Yesterday, I attended the perennial Benaroya Research Institute-Virginia Mason annual luncheon which raises money for medical research. Steward Health Care System said Monday that it lined up $1.25 billion from a real estate investment firm that will help the Boston-based company finance a national expansion, pay off debt, and return money to the private equity firm that bought it almost six years ago.
While the United States does not currently have a Universal Health care system, the government does provide health care for certain segments of the population, such as veterans, the disabled, senior citizens, or those currently serving in the military.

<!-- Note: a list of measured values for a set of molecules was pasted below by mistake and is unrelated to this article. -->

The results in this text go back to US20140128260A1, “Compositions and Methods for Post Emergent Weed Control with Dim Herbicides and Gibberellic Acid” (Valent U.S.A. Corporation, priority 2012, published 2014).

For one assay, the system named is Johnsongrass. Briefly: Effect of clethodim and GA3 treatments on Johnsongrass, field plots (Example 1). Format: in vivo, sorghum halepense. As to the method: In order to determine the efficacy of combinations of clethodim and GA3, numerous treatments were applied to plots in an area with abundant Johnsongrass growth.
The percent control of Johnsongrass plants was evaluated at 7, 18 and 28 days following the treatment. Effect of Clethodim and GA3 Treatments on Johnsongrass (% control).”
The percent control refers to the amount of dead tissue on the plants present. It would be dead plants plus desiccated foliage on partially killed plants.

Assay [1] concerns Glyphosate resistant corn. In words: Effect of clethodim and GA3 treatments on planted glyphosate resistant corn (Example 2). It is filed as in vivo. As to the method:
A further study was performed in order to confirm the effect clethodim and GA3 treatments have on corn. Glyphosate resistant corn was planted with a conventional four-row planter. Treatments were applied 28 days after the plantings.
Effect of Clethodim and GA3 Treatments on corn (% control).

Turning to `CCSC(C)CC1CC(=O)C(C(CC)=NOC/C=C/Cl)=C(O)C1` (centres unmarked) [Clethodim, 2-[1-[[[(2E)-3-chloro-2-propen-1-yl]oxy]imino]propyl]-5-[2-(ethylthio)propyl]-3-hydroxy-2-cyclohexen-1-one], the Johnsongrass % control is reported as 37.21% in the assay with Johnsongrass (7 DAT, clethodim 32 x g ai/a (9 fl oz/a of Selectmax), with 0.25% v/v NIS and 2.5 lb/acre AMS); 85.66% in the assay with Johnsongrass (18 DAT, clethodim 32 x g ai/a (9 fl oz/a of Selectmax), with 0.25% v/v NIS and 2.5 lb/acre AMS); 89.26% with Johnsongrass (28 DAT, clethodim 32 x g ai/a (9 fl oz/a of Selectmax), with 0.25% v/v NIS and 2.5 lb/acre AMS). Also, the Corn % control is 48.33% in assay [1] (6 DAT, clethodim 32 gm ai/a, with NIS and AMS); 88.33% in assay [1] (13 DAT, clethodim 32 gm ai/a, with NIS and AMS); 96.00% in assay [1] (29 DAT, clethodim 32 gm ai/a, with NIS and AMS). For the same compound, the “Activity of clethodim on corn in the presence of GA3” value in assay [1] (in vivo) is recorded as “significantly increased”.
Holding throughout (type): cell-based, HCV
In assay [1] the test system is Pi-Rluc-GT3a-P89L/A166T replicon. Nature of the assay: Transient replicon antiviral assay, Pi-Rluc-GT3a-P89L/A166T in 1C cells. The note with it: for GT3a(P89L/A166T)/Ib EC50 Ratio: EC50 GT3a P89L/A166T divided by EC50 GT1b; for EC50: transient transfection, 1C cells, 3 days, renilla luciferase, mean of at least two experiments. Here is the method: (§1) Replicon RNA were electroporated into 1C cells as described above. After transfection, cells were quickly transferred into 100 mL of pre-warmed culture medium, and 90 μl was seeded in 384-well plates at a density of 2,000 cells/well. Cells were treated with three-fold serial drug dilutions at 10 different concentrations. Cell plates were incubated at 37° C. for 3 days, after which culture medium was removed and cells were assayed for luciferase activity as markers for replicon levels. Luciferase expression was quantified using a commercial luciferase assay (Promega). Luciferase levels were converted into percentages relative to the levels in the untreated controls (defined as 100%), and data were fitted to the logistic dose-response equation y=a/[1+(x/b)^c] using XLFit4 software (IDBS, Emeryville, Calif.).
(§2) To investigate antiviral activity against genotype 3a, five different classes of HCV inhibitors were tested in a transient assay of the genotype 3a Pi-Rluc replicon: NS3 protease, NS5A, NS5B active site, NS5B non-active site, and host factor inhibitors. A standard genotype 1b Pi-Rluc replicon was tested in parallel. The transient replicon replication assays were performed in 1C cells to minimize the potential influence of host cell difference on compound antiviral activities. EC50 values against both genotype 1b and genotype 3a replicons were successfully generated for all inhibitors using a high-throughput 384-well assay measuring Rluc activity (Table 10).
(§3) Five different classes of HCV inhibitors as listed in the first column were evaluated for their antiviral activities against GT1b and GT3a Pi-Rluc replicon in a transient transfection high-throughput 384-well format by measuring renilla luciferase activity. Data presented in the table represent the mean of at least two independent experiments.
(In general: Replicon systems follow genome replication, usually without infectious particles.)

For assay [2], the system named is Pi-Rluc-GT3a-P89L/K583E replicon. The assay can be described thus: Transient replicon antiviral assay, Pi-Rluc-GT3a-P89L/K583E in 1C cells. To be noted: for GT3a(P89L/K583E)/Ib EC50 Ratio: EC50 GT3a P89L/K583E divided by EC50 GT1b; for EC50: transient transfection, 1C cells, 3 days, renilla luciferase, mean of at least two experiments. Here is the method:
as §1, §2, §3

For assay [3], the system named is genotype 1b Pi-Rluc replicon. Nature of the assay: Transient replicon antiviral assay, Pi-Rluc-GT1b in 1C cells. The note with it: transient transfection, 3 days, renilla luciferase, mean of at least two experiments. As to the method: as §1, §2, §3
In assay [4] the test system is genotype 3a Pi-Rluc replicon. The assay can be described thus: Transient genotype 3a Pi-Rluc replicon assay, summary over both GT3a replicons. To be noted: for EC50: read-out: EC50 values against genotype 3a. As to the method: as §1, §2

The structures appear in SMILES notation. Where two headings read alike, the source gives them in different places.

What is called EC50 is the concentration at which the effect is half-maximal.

With the Department of Veterans Affairs weighing whether to buy a top-of-the-line commercial electronic health record and the Pentagon beginning a multibillion-dollar EHR implementation, the Coast Guard case displays how poorly the process can go for the government, even when the biggest names in health IT are involved.
Yet somehow, a substantial minority of US citizens, 43%, seemed to believe that corruption is an important problem in US health care, according to a TI survey published in 2013 (look here ). But that survey was largely ignored in the media and health care and medical scholarly literature in the developed world, and when it was discussed, it was again in terms of results in less developed countries.
Distorted policy, legislative andclinical priorities; a loss of money from health systems; denied or delayed access to health care services and treatment; and a loss of trust in national health facilities, personnel and to a wider extent national governance as a whole.